John Pojeta: I’m John Pojeta here with PT Services Group. Hope you’re doing well and welcome to another episode of the PT Buzz. And today is the second episode in our series of episodes with Barracuda MSP and it’s conversation with Brian Babineaux, who is their senior VP and general manager. And it’s a dialogue around how specifically in the security space MSPs can succeed in the next 18 months.
And we take a look back as you can imagine it the last 18 months and dealing with the COVID reality and the different roles employees have in terms of where they work from. So the hybrid aspect fully working from home or third-party spaces or partial in the office reality. It’s a, it’s a great conversation around things to consider very specific topics to look at over the next 18 months, dealing with cyber-attacks, how to best detect and respond and prevent to the best of your ability, but keeping that mentality of when not, if there just aren’t going to happen.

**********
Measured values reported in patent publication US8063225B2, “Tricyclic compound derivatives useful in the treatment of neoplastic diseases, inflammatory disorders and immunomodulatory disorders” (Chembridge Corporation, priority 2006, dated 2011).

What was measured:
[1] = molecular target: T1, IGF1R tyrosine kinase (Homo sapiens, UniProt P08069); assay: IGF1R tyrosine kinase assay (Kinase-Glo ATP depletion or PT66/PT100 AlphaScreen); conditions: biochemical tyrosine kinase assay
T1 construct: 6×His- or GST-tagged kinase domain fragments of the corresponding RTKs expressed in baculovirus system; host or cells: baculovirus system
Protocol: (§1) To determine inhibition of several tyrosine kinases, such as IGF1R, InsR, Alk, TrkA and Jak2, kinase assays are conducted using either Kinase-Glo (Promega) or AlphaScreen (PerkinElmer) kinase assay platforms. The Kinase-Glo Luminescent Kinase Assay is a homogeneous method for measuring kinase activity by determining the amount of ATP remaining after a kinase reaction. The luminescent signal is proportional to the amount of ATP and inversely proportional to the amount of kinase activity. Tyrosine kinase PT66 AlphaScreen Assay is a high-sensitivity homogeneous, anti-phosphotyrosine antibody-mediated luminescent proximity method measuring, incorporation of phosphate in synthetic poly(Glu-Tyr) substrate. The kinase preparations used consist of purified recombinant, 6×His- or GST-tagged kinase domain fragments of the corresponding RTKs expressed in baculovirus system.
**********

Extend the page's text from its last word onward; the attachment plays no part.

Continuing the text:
And so the best approaches for MSPs and working with their clientele to manage them. So thank you again, as always for joining us and enjoy today’s episode. How are you doing today?

Brian Babineau: Um, well, John, thank you again for having us and really appreciate the hospitality.

John Pojeta: Of course. So, um, rather than me try and stumble through your background and what you do, could you give a, everybody listening in a sense of who you are and then specifically what you do about.